Facebook Email Pinterest Twitter X Instagram Tiktok Icon YouTube Icon Headphones Icon Favorite Navigation Search Icon Forum Search Icon Main Search Icon Close Icon Video Play Icon Indicator Arrow Icon Close Icon Hamburger/Search Icon Plus Icon Arrow Down Icon Video Guide Icon Article Guide Icon Modal Close Icon Guide Search Icon

Dhaka Muslin’s Sheer Beauty

Threads #221, Spring 2023

Transparent fabrics have long signaled luxury and status. One such textile was Dhaka (also called Dacca) muslin, an exceptionally fine, woven cotton material made in Bangladesh. Described as early as the third century CE, Dhaka muslin came to prominence during the Mughal Empire, especially in the 16th through 18th centuries. Portrait miniatures from the era frequently show emperors, their wives, and other courtiers wearing garments made of ultrasheer fabrics. Men traditionally wore sheer jamas, wrap-front coats with full skirts, closed with a waist sash. Women often wore tissue-thin peshwaz, gowns with a fitted bodice and full skirt.

The cotton plant used to make the diaphanous Dhaka muslin, known as Phuti karpas, was grown and processed in the Ganges Delta. Its short staple fibers were difficult to work with, but when handled by an expert, they could be spun into threads so fine as to be nearly invisible, according to 17th-century French traveler and writer Jean-Baptiste Tavernier. The threads, in turn, were woven into fabric that was nearly transparent, and had a thread count of 800 to 1,800 threads in the warp. Few examples of the delicate fabric are extant.

The muslin became hugely popular in Europe and Great Britain in the 18th and 19th centuries. By the early 20th century, the rare cotton plant was extinct, and the Dhaka weaving tradition was destroyed. Both were victims of British rule and the industrial revolution, which required easily cultivated and processed fiber to meet commercial demand.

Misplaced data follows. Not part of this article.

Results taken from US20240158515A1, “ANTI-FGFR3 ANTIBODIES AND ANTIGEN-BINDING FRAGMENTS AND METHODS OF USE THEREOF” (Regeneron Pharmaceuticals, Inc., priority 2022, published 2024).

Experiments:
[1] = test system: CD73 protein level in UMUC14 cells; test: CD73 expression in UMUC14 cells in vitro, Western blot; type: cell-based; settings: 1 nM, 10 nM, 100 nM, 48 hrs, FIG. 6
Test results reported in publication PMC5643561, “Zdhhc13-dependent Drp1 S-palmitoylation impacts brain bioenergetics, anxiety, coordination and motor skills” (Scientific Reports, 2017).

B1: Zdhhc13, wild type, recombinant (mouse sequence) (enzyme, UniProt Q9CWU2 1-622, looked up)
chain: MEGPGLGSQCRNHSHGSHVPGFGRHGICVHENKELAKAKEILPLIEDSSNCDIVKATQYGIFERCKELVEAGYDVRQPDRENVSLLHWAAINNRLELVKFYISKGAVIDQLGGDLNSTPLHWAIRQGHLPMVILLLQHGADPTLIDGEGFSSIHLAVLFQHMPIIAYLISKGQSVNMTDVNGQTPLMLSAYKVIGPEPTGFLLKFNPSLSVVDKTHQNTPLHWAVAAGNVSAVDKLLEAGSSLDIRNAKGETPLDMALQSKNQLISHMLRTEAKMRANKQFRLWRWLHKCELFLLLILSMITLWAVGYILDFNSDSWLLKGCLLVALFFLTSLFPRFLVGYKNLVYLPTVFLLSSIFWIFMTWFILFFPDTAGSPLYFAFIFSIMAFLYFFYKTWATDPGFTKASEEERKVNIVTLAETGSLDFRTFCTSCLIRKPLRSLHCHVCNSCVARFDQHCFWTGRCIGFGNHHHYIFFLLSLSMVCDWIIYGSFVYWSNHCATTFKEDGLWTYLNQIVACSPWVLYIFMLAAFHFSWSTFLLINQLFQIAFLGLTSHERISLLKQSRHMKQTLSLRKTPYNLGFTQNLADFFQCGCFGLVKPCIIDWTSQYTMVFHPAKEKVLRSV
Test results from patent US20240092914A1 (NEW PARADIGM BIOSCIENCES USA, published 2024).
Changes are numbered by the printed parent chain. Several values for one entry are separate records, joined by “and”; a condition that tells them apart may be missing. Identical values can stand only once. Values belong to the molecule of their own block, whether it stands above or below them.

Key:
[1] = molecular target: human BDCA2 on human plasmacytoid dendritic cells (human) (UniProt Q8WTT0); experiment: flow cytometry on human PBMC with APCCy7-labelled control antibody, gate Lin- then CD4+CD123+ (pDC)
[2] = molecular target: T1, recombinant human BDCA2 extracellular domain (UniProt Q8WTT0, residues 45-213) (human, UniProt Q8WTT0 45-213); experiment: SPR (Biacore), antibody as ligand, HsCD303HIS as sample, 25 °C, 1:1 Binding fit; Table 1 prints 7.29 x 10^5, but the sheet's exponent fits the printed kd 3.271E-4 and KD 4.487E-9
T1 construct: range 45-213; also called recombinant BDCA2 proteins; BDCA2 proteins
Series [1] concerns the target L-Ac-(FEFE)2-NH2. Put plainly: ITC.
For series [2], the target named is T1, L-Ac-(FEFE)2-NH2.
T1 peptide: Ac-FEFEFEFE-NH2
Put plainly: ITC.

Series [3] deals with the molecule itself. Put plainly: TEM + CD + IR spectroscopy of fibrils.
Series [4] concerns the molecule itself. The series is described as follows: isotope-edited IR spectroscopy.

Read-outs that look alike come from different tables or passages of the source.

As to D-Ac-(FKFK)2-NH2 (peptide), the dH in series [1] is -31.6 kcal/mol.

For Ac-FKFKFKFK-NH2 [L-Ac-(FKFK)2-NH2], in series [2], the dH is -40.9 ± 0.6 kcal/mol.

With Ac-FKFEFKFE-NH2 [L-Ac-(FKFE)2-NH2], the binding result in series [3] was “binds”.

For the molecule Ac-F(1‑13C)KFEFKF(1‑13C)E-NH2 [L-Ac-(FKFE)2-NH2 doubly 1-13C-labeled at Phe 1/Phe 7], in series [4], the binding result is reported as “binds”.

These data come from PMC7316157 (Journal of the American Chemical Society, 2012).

painting of Empress Nur Jahan, holding a portrait of Emperor Jahangir, circa 1627, by Bishandas
Empress Nur Jahan, holding a portrait of Emperor Jahangir, circa 1627, by Bishandas. Both figures wear nearly transparent bodices; the empress’s more opaque-looking skirt may represent several layers of muslin. Photo: courtesy of the Cleveland Museum of Art; (bottom) courtesy of the Metropolitan Museum of Art.

Today, Bangladeshi activist Saiful Islam seeks to resurrect the plant and the artisanal skills needed to spin and weave fine muslin. His project, Bengal Muslin (BengalMuslin.com), has cultivated cotton plants found in the wild that appear to be a relative of the original Phuti karpas, and he has been working with weavers to refine their techniques to handle the unfamiliar fiber.  The artisans have learned to weave much finer muslin than anyone in their generation. The project continues its efforts to bring this gossamer fabric back to life, to honor its Bangladeshi history and create a sustainable future for the weavers.

From Threads #221


Threads Insider

Get instant access to hundreds of videos, tutorials, projects, and more.

Start Your Free Trial

Already an Insider? Log in

Log in or create an account to post a comment.

More From Threads

Discussion Forum

Recent Posts and Replies

  • |
  • |
  • |
  • |
  • |
  • |

Threads Insider Exclusives

View All
View All